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Mothers place a high priority on taking care of their families’ health care needs, and would have an easier time if they had 24/7 access to doctors via telehealth services, according to a recent survey.

All respondents in the “Moms and Health Technology Survey” said it would be helpful to have around-the-clock access to medical advice. The survey was conducted by EmpowHER, an online health community, and released by LiveHealth Online, Anthem Blue Cross and Blue Shield’s telehealth service.

Telehealth, also known as telemedicine, allows patients to use technology to see doctors — typically, via video chat on a tablet, computer or smartphone — instead of scheduling an in-person appointment. In Connecticut, as of Jan. 1, 2016, health insurance carriers that cover telehealth services were required to cover expenses to the same extent they would for an in-person visit, under a law passed in 2015.

The survey polled more than 500 mothers nationwide and found 71 percent reported they lost more than two hours from their work or school day due to taking a child to a doctor’s appointment.

“Research shows that busy working moms can find it challenging to see a doctor when they need to address a non-emergency health issue,” Dr. Peter Bowers, Anthem’s chief medical officer, said in a statement. “We understand the importance about how mobile technology is evolving and providing moms with new tools that help manage, track, and access health information. Now, more than ever, women need access to information and technology that enables them to focus on health and wellness for themselves and their families.”

It’s not only moms who care for sick children, but 82 percent of the mothers surveyed said they are the most “health tech-savvy” in their household. And most — 64 percent — said they find it difficult to take their children to the doctor during office hours during the school year.

A majority of those polled, 79 percent, said they are interested in trying or learning more about telemedicine, and 54 percent said online doctor visits would make them feel more confident that they can tend to their family’s health needs.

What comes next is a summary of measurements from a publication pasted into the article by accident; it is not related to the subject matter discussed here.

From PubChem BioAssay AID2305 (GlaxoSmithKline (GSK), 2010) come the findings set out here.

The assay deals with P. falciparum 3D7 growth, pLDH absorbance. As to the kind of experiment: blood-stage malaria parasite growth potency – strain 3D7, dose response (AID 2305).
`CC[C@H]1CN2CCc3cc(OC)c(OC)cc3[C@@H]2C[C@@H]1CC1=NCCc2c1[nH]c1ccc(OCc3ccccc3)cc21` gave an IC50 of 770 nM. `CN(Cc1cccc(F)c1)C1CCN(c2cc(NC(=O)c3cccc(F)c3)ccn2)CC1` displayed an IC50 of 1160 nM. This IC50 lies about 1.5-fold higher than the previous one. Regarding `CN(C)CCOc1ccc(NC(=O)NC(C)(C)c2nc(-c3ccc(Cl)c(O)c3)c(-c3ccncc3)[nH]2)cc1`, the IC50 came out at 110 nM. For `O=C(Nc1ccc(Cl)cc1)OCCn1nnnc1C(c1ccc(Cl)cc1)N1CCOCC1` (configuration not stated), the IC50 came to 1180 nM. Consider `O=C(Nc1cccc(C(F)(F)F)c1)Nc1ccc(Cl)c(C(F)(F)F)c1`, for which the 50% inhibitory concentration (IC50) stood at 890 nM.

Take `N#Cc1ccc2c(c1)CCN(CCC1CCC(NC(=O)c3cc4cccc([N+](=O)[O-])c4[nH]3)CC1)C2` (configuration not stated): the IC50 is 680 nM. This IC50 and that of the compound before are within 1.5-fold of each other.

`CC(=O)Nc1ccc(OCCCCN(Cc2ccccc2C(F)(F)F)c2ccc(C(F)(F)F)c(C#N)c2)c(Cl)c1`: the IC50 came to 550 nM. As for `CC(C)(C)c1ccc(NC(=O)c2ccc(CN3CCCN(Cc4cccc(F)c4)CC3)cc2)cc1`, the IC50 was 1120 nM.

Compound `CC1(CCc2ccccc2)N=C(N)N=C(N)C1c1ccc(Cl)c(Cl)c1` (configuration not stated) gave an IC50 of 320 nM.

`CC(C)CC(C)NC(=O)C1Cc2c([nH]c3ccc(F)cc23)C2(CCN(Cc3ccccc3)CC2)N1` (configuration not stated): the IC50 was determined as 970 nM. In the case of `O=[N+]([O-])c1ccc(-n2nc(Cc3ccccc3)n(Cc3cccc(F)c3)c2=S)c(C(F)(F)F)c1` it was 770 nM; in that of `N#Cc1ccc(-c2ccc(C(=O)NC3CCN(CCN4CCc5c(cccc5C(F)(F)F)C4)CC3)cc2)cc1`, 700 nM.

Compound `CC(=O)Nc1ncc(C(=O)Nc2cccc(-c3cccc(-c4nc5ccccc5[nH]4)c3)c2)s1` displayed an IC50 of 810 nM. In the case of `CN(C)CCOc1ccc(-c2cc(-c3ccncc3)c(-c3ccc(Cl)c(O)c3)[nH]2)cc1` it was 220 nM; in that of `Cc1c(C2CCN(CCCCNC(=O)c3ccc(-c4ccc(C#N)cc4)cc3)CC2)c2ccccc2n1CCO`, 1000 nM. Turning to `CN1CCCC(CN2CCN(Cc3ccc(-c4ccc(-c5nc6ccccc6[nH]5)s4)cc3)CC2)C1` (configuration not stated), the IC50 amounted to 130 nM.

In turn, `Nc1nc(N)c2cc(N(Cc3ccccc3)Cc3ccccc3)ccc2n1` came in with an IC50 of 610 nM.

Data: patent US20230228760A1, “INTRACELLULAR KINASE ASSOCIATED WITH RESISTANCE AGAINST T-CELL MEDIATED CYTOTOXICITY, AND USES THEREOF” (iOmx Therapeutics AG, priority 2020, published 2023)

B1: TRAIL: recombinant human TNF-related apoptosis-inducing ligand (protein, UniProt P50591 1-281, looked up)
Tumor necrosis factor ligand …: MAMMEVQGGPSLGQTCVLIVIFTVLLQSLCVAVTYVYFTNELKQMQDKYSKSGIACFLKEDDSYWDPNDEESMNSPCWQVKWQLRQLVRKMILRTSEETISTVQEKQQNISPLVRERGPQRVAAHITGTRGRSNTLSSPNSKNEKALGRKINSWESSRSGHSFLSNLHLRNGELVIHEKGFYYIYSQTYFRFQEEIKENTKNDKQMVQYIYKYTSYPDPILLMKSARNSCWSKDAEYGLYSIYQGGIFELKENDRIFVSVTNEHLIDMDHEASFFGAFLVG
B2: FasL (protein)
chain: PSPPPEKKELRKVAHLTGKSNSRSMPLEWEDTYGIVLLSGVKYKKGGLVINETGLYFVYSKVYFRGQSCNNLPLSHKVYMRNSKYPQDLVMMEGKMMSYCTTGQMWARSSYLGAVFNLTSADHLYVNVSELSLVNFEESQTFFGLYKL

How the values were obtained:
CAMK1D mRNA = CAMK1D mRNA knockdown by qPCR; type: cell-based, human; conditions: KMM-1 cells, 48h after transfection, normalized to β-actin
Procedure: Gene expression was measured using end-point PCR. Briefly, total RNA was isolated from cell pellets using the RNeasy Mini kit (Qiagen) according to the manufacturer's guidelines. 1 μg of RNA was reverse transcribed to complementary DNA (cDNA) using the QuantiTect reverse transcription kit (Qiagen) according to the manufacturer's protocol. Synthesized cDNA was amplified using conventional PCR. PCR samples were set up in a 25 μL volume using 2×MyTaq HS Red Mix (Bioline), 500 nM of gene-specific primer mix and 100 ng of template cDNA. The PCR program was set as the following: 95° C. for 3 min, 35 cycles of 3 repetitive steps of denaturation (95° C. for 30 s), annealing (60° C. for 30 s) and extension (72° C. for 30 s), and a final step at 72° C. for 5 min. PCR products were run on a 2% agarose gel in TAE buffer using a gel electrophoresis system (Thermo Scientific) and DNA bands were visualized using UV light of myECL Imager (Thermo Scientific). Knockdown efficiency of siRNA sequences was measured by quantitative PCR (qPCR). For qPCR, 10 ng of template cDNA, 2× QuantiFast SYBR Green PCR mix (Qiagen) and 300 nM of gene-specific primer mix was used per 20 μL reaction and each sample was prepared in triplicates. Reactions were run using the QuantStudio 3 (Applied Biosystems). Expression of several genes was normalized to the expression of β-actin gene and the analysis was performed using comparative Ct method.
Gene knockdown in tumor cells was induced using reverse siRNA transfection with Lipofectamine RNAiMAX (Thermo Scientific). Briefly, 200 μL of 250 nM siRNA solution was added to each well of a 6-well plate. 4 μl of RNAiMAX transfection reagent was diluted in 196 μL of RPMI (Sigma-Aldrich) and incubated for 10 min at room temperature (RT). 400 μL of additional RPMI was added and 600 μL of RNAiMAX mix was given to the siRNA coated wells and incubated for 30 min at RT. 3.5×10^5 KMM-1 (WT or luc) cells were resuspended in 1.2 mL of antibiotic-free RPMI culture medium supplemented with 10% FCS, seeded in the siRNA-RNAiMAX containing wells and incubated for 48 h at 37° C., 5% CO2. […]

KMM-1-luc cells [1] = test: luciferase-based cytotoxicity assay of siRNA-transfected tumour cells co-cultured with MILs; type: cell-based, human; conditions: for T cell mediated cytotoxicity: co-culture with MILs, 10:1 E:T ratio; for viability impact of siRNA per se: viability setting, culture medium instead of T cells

Also, 64 percent said they would rather have access to healthcare on demand than have other conveniences, like streaming video or food delivery, and 61 percent believe that health technology can lead to their children being healthier overall.

There’s a growing need for health care to be more convenient, “especially with an anticipated shortage of primary care doctors, crowded ERs and continued rising costs,” LiveHealth Online President John Lesser said in a statement.

“Moms in particular are benefitting from the merger of technology and health and using tools such as LiveHealth Online because it allows them to get better access to doctors, be more efficient with time and keep their families and themselves healthy,” he said.

Among men and women alike, the use of health technology is on the rise, according to the American Telemedicine Association. There are about 200 telehealth networks nationwide with 3,500 service sites, according to the trade group, and more than half of U.S. hospitals use some form of the technology.

In 2011, the most recent year for which data is available, the U.S. Veterans Health Administration delivered more than 300,000 remote medical consultations, according to the group. Medicare and Medicaid cover some portions of telehealth services, in some cases, according to the association.